I admit it. I once spent an hour holding hands with a 26-year-old female client, sitting alone in her room. Actually, the appointment ran over; closer to two hours. We spent most of the time looking into each other's eyes, exchanging hushed words every few minutes. I struggled internally and uncomfortably for part of the time, wondering if this interaction constituted a professional relationship. Finally, I stopped fretting and decided that being there just felt right.
Karen had cystic fibrosis (CF), with severe pulmonary disease. The self-referral surprised me. I'd consulted to the CF treatment team for almost a decade and knew about her through case-review presentations at clinic rounds, but she'd never wanted to chat with the "psych consultant" before. When I knocked at the door of her private hospital room, she sat propped up in bed with the ceiling lights dimmed and window shades drawn. I introduced myself, while pulling a chair up to her bedside and asked, "How can I help?"
'Don't let go'
As I sat down, she gripped my left hand tightly and tensely blurted out, "Don't let go!"
Karen's 5-foot-6-inch frame had shrunk to 85 pounds, a consequence of the malabsorption that accompanied her condition. A transparent mask held against her face by a thin green strap provided the maximum permissible flow of oxygen to her severely damaged lungs, but could not fully satisfy her body's urgent need.
Every 15 to 20 minutes she broke into a bout of raspy coughing that usually ended with hemoptysis, spitting a few teaspoons of bright red blood in a bedside basin. She needed several breaths of oxygen amid the frequent coughing to give voice to each sentence. The high levels of carbon dioxide in her blood created a frightening sense of air hunger and anxiety bordering on panic.
No evidence-based treatment manuals could have prepared me for that encounter. Karen had no psychopathology. Relaxation training, hypnosis, CBT, EMDR, forget about it! Lonely and terrified by the symptoms modern medicine could no longer keep at bay, Karen wanted human contact. In a moment of intense emotional intimacy, she asked me, a relative stranger, how she could tell her parents that she no longer had the will to keep fighting for her life.
The power of empathy
Solid advances in psychological science have given us powerful tools to treat all manner of psychopathology and human distress. Considerable recent professional debate has focused on the importance of investigating, teaching and applying empirically based techniques. Such debate has directed us to rely chiefly on well-validated evidence as we assess and intervene professionally with our clients.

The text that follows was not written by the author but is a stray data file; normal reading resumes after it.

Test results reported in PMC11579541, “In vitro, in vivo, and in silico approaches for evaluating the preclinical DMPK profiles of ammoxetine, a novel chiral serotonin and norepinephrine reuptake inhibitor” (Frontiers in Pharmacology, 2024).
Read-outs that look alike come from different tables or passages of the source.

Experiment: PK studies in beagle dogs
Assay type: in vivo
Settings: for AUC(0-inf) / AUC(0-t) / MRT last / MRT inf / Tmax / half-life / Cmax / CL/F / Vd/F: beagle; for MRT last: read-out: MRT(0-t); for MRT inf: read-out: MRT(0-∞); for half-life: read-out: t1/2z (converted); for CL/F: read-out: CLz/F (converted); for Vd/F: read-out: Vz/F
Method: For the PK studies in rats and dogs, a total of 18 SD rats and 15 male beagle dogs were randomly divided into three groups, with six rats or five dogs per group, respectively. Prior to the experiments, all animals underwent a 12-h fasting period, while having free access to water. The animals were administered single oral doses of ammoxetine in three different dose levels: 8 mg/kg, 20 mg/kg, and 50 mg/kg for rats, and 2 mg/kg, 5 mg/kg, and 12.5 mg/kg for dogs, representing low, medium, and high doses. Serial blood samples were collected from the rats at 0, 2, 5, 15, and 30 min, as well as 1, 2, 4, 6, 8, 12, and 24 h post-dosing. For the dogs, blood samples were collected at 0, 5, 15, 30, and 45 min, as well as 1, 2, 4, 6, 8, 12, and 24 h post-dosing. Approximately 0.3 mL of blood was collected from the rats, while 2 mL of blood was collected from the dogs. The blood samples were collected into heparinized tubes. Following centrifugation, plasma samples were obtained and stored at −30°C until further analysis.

I agree these are worthy activities and important aspirations. At the same time, I often find myself considering the distinction between performing psychotherapy and engaging in behaviors that seem likely to have psychologically beneficial effects. Many studies have taught us that empathy, the ability to form an emotional connection, and forging an alliance with the client will create a far stronger foundation for change and quality of life than any treatment manual validated by a plethora of randomized clinical trials.
I hope that in the constant quest to improve our science and validate our techniques we do not lose our understanding of just how important fundamental human connections become in advancing the quality of our clients' lives and our own.
A five-word note that spoke volumes
Karen and I passed the time talking about how she could best communicate several important things she wanted to say to her parents about the 26 years they'd shared together. She had an intravenous line in place, and told me that she planned to ask her pulmonologist to start a "morphine drip," knowing that it would both reduce her discomfort and suppress her respirations, quietly ending her life in the course of a few hours. She hoped her parents would understand. I held her hand until her parents arrived. She died later that evening.
At her funeral a few days later, Karen's parents handed me a note she had written on a strip of cardboard she had torn from a bedside tissue box after I'd left. It read simply, "Thank you for being there."